Koch Industries’ Evil history of cheating, lying and breaking rules by ‘The Koch Method’
From 1999 through 2003, Koch Industries was assessed more than $400 million in fines, penalties and judgments. In December 1999, a civil jury found that Koch Industries had taken oil it didn’t pay for from federal land by mis-measuring the amount of crude it was extracting. Koch paid a $25 million settlement to the United States.
Phil Dubose, a Koch employee who testified against the company, said he and his colleagues were shown by their managers how to steal and cheat — using techniques they called the “Koch Method.”
In 1999, a Texas jury imposed a $296 million verdict on a Koch pipeline unit — the largest compensatory damages judgment in a wrongful-death case against a corporation in U.S. history. The jury found that the company’s negligence had led to a butane pipeline rupture that fueled an explosion that killed two teenagers.
Former Koch employees in the United States and Europe have testified or told investigators that they’ve witnessed wrongdoing by the company. Sally Barnes-Soliz, now an investigator for the Department of Labor and Industries in Washington state, says that when she worked for Koch, her bosses and a company lawyer at the Koch refinery in Corpus Christi, Tex., asked her to falsify data for a report to the state on uncontrolled emissions of benzene, a known cause of cancer. Barnes-Soliz, who testified to a federal grand jury, says she refused to alter the numbers. “They didn’t know what to do with me,” she says. “They were really kind of baffled that I had ethics.” Koch’s refinery unit pleaded guilty in 2001 to a federal felony charge of lying to regulators and paid $20 million in fines.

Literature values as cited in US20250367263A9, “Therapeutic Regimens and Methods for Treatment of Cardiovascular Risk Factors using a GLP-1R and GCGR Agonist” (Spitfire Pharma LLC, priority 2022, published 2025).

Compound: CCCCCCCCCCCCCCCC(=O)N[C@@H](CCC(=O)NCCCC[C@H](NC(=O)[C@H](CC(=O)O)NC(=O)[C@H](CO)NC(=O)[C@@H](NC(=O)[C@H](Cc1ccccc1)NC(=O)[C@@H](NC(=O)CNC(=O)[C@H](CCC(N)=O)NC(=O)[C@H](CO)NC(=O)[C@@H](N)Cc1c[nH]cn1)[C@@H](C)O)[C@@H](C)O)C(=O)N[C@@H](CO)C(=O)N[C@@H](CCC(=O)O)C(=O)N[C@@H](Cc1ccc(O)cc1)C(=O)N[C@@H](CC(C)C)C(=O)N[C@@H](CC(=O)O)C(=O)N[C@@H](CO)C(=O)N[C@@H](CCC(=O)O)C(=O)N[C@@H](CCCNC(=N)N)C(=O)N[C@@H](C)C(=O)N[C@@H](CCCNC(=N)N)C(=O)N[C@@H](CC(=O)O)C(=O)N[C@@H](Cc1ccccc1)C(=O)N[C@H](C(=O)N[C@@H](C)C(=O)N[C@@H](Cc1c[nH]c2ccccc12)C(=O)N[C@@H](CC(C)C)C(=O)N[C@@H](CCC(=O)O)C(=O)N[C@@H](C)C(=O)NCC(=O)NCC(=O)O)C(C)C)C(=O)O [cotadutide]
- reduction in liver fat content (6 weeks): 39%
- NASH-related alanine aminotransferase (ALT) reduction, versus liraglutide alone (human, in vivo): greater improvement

A Bloomberg Markets investigation has found that Koch Industries — in addition to being involved in improper payments to win business in Africa, India and the Middle East — has sold millions of dollars of petrochemical equipment to Iran, a country the United States identifies as a sponsor of global terrorism.
Internal company documents show that the company made those sales through foreign subsidiaries, thwarting a U.S. trade ban. Koch Industries units have also rigged prices with competitors, lied to regulators and repeatedly run afoul of environmental regulations, resulting in five criminal convictions since 1999 in the United States and Canada.
Charles, 75, and David, 71, each worth about $20 billion, are prominent financial backers of groups that believe that excessive regulation is sapping the competitiveness of American business. Charles and David have supported the tea party, a loosely organized group that aims to shrink the size of government.